The following discussions assume that the premium charge for backyard service
 varies with  the  number of cans subscribed or the number of bags/tags used.29  The
 discussion  focuses on whether a mandatory curbside system should be invoked, or
 whether a voluntary system with additional charges for backyard service should be

 ^^a» a^ ««J^*.«« /I J/ria^n ^S^h^A .^^f^^^ B^^^Mb^^& M»^»
         o   Both:  Curbside garbage collection integrates well with the curbside
            recycling programs, and may produce an incentive to keep garbage
            production as low as possible so customers may have to deliver the
            smallest number of containers to the curb.
    29 Note that with a bag or sticker system,  specially-colored (and higher-priced)
bags or tags could easily be provided for backyard service. Since each backyard bag
would cost  more,  this option is parallel to  a higher  cost for each backyard can  of
service.  For simplicity, the discussions below will focus on a variable can system, but
the backyard bag system is an equivalent option.


         o   Both:  There are no obvious effects on illegal dumping incentives.

 Equity and Economic Efficiency
         o   Both:  Under both options, customers receiving similar service will pay
             similar amounts.
         o   Both:  Low income customers can still receive a credit whichever type
             of service is implemented.
         o   Voluntary:  Under a voluntary backyard system, differential charges for
             backyard vs. curbside pickup will allow the jurisdiction to approximate
             the difference in cost of service.  Charges related to number of cans
             allow a doser approximation than fixed differentials.
         o   Mandatory: An exemption for elderly or irifirm/handicapped individuals
             may need  to be arranged, as well as possibly for customers whose
             property makes curbside collection impossible (e.g. due to slope). A
             mechanism for customers to request this exemption would need to be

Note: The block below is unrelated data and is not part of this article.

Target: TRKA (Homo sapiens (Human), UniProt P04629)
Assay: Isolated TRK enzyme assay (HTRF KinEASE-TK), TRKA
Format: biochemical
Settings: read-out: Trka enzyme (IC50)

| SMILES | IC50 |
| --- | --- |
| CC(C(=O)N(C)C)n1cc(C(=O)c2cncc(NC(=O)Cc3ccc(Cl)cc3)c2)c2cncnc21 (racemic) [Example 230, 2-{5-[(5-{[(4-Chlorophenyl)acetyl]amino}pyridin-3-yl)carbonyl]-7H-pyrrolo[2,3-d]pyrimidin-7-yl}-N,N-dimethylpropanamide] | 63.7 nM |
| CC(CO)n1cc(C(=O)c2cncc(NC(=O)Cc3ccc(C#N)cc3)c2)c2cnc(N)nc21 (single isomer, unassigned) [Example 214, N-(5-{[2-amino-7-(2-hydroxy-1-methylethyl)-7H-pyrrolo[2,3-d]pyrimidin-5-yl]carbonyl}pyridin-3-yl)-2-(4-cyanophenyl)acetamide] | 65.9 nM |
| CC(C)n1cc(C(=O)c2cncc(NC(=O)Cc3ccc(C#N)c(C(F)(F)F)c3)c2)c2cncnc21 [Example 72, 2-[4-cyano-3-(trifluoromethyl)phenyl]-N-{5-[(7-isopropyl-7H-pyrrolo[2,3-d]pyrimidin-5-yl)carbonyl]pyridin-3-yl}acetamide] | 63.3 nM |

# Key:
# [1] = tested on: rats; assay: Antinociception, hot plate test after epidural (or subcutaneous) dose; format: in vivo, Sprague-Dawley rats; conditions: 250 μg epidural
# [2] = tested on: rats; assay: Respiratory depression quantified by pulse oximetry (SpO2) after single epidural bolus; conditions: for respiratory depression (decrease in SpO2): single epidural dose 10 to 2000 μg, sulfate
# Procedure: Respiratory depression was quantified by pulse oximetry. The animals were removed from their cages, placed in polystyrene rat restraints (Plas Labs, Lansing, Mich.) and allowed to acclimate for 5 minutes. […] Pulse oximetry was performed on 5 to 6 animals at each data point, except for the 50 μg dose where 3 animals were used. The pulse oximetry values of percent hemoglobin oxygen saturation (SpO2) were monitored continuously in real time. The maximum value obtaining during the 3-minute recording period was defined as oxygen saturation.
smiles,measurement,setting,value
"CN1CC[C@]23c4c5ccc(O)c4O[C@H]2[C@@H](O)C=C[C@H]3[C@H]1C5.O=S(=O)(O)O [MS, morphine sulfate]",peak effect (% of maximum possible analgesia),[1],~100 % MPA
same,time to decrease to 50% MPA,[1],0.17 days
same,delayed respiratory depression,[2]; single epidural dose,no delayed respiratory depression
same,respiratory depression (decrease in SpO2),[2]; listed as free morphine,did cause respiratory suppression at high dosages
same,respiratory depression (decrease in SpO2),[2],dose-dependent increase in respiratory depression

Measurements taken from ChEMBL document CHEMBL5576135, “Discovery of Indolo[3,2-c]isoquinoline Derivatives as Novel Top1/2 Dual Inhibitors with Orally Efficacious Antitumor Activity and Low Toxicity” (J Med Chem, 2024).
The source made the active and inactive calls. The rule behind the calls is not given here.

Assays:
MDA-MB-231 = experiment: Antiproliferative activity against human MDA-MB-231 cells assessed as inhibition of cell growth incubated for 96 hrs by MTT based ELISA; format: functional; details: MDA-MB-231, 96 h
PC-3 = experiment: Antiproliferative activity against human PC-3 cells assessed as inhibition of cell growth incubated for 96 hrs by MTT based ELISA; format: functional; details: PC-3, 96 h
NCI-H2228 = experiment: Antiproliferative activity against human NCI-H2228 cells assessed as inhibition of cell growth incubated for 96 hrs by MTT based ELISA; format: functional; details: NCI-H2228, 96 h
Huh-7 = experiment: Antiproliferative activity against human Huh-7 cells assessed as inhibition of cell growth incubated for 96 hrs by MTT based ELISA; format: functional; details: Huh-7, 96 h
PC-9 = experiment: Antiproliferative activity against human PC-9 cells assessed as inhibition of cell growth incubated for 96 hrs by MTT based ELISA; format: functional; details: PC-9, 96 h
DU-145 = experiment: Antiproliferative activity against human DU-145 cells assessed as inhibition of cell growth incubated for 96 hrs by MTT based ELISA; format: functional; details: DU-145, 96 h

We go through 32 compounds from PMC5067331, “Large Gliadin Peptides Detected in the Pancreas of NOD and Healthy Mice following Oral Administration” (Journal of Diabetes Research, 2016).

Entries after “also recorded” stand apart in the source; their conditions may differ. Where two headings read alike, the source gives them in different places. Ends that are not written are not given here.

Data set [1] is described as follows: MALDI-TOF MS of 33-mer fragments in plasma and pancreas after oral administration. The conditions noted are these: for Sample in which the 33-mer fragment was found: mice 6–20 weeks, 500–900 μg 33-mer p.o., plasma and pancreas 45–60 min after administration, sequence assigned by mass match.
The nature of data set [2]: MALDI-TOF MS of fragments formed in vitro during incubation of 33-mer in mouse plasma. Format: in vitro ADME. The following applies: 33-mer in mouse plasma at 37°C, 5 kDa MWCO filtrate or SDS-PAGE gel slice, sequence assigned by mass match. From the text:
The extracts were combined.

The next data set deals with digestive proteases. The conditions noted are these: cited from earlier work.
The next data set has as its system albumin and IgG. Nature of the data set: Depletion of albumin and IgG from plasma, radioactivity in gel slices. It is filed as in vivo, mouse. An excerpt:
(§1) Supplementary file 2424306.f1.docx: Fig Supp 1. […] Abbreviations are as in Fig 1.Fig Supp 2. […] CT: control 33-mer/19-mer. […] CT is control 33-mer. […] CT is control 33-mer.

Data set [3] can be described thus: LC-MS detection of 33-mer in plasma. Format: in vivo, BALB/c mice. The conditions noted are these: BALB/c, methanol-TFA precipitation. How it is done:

developed. Then these customers would need to be certified,  and
             noted in the billing system so their specialized system would be
             available for the route books.  The jurisdiction (or another agency)
             would need to determine eligibility requirements and  certify these
             customers, and keep up when  customers move.  This could be a major
             effort  Under voluntary curbside service, these customers could simply
             opt for the backyard service.30

 Customer Service/Rate SfcabAy/Acoaptabity
         o   Both:  Both systems can help keep system costs down, in that both
             involve a move toward curbside service.  Mandatory curbside,  in
             reducing collection  costs, should help keep rate increases down.
             Voluntary curbside with well-priced backyard  differentials can achieve
             similar results.
         o   Voluntary:  Voluntary curbside allows customers more choice in their
             service options.  This may be preferred by customers.
         o   Voluntary:  Rite differentials assure that customers wtfl pay their fair
             share of the cost of whatever service they select
         o   Mandatory: Mandatory curbside makes necessary special
             considerations for the infirm, elderly, and other exempt customers who
             cannot get totem to the curb.   Voluntary backyard service provides an
             option for these customers.
         o   Mandatory: If curbside service is mandatory, it may not be well-